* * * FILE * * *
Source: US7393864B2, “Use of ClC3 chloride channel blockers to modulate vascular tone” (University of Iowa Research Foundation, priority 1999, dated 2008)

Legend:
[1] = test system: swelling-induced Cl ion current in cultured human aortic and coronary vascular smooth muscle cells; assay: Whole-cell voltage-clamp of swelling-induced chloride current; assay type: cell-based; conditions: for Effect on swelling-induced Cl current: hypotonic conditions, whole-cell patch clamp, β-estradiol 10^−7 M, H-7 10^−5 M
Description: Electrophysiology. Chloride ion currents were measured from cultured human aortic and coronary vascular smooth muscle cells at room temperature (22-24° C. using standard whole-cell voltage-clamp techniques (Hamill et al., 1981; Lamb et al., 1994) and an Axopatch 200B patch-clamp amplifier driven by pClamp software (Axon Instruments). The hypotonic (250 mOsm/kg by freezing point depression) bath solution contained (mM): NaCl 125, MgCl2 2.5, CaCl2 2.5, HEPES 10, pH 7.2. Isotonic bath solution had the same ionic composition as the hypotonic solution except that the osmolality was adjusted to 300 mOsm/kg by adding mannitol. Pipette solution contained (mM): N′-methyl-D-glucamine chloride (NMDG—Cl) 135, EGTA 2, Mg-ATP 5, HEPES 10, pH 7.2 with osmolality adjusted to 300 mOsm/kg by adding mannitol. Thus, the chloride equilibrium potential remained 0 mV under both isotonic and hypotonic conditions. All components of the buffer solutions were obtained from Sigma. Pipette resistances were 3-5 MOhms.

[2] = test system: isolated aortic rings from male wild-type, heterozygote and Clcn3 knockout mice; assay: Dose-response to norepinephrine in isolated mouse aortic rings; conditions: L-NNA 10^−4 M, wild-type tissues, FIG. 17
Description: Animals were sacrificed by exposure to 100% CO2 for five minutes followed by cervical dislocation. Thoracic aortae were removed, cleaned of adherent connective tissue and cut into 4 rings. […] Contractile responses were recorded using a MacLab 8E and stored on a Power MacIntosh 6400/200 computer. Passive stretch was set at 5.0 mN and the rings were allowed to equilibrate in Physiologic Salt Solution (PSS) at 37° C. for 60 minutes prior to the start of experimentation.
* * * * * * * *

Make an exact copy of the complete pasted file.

Source: US7393864B2, “Use of ClC3 chloride channel blockers to modulate vascular tone” (University of Iowa Research Foundation, priority 1999, dated 2008)

Legend:
[1] = test system: swelling-induced Cl ion current in cultured human aortic and coronary vascular smooth muscle cells; assay: Whole-cell voltage-clamp of swelling-induced chloride current; assay type: cell-based; conditions: for Effect on swelling-induced Cl current: hypotonic conditions, whole-cell patch clamp, β-estradiol 10^−7 M, H-7 10^−5 M
Description: Electrophysiology. Chloride ion currents were measured from cultured human aortic and coronary vascular smooth muscle cells at room temperature (22-24° C. using standard whole-cell voltage-clamp techniques (Hamill et al., 1981; Lamb et al., 1994) and an Axopatch 200B patch-clamp amplifier driven by pClamp software (Axon Instruments). The hypotonic (250 mOsm/kg by freezing point depression) bath solution contained (mM): NaCl 125, MgCl2 2.5, CaCl2 2.5, HEPES 10, pH 7.2. Isotonic bath solution had the same ionic composition as the hypotonic solution except that the osmolality was adjusted to 300 mOsm/kg by adding mannitol. Pipette solution contained (mM): N′-methyl-D-glucamine chloride (NMDG—Cl) 135, EGTA 2, Mg-ATP 5, HEPES 10, pH 7.2 with osmolality adjusted to 300 mOsm/kg by adding mannitol. Thus, the chloride equilibrium potential remained 0 mV under both isotonic and hypotonic conditions. All components of the buffer solutions were obtained from Sigma. Pipette resistances were 3-5 MOhms.

[2] = test system: isolated aortic rings from male wild-type, heterozygote and Clcn3 knockout mice; assay: Dose-response to norepinephrine in isolated mouse aortic rings; conditions: L-NNA 10^−4 M, wild-type tissues, FIG. 17
Description: Animals were sacrificed by exposure to 100% CO2 for five minutes followed by cervical dislocation. Thoracic aortae were removed, cleaned of adherent connective tissue and cut into 4 rings. […] Contractile responses were recorded using a MacLab 8E and stored on a Power MacIntosh 6400/200 computer. Passive stretch was set at 5.0 mN and the rings were allowed to equilibrate in Physiologic Salt Solution (PSS) at 37° C. for 60 minutes prior to the start of experimentation.